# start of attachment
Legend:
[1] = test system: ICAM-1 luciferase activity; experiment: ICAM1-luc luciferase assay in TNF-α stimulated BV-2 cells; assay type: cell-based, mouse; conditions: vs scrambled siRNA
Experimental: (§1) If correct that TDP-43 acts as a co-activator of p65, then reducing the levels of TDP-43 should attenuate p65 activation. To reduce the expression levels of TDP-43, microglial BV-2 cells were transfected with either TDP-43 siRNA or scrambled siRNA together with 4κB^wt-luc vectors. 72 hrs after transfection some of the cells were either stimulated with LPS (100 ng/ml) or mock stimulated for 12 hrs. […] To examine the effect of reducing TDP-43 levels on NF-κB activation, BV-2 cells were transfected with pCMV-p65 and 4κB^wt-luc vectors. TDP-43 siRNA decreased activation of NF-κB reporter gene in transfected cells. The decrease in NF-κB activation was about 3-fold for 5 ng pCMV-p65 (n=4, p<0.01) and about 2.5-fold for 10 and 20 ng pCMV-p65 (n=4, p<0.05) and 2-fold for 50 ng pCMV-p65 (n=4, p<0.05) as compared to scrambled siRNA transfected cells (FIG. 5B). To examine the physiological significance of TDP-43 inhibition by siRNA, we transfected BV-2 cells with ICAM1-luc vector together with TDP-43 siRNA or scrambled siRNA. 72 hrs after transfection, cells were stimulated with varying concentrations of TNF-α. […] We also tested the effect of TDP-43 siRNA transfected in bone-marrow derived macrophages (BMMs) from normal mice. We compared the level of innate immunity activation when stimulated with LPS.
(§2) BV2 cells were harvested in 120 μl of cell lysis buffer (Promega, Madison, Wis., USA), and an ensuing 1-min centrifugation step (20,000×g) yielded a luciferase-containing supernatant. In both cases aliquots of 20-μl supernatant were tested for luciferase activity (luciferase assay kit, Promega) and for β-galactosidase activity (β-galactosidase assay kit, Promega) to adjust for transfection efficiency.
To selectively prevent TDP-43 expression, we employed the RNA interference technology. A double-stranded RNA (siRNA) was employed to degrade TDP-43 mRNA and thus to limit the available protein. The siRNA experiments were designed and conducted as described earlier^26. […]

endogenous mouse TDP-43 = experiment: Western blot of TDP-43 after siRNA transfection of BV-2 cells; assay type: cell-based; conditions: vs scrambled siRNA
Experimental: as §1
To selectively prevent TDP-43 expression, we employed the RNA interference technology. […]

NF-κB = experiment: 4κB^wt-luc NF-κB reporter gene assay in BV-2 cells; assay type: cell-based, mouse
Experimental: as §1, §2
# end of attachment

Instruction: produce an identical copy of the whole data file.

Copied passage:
Legend:
[1] = test system: ICAM-1 luciferase activity; experiment: ICAM1-luc luciferase assay in TNF-α stimulated BV-2 cells; assay type: cell-based, mouse; conditions: vs scrambled siRNA
Experimental: (§1) If correct that TDP-43 acts as a co-activator of p65, then reducing the levels of TDP-43 should attenuate p65 activation. To reduce the expression levels of TDP-43, microglial BV-2 cells were transfected with either TDP-43 siRNA or scrambled siRNA together with 4κB^wt-luc vectors. 72 hrs after transfection some of the cells were either stimulated with LPS (100 ng/ml) or mock stimulated for 12 hrs. […] To examine the effect of reducing TDP-43 levels on NF-κB activation, BV-2 cells were transfected with pCMV-p65 and 4κB^wt-luc vectors. TDP-43 siRNA decreased activation of NF-κB reporter gene in transfected cells. The decrease in NF-κB activation was about 3-fold for 5 ng pCMV-p65 (n=4, p<0.01) and about 2.5-fold for 10 and 20 ng pCMV-p65 (n=4, p<0.05) and 2-fold for 50 ng pCMV-p65 (n=4, p<0.05) as compared to scrambled siRNA transfected cells (FIG. 5B). To examine the physiological significance of TDP-43 inhibition by siRNA, we transfected BV-2 cells with ICAM1-luc vector together with TDP-43 siRNA or scrambled siRNA. 72 hrs after transfection, cells were stimulated with varying concentrations of TNF-α. […] We also tested the effect of TDP-43 siRNA transfected in bone-marrow derived macrophages (BMMs) from normal mice. We compared the level of innate immunity activation when stimulated with LPS.
(§2) BV2 cells were harvested in 120 μl of cell lysis buffer (Promega, Madison, Wis., USA), and an ensuing 1-min centrifugation step (20,000×g) yielded a luciferase-containing supernatant. In both cases aliquots of 20-μl supernatant were tested for luciferase activity (luciferase assay kit, Promega) and for β-galactosidase activity (β-galactosidase assay kit, Promega) to adjust for transfection efficiency.
To selectively prevent TDP-43 expression, we employed the RNA interference technology. A double-stranded RNA (siRNA) was employed to degrade TDP-43 mRNA and thus to limit the available protein. The siRNA experiments were designed and conducted as described earlier^26. […]

endogenous mouse TDP-43 = experiment: Western blot of TDP-43 after siRNA transfection of BV-2 cells; assay type: cell-based; conditions: vs scrambled siRNA
Experimental: as §1
To selectively prevent TDP-43 expression, we employed the RNA interference technology. […]

NF-κB = experiment: 4κB^wt-luc NF-κB reporter gene assay in BV-2 cells; assay type: cell-based, mouse
Experimental: as §1, §2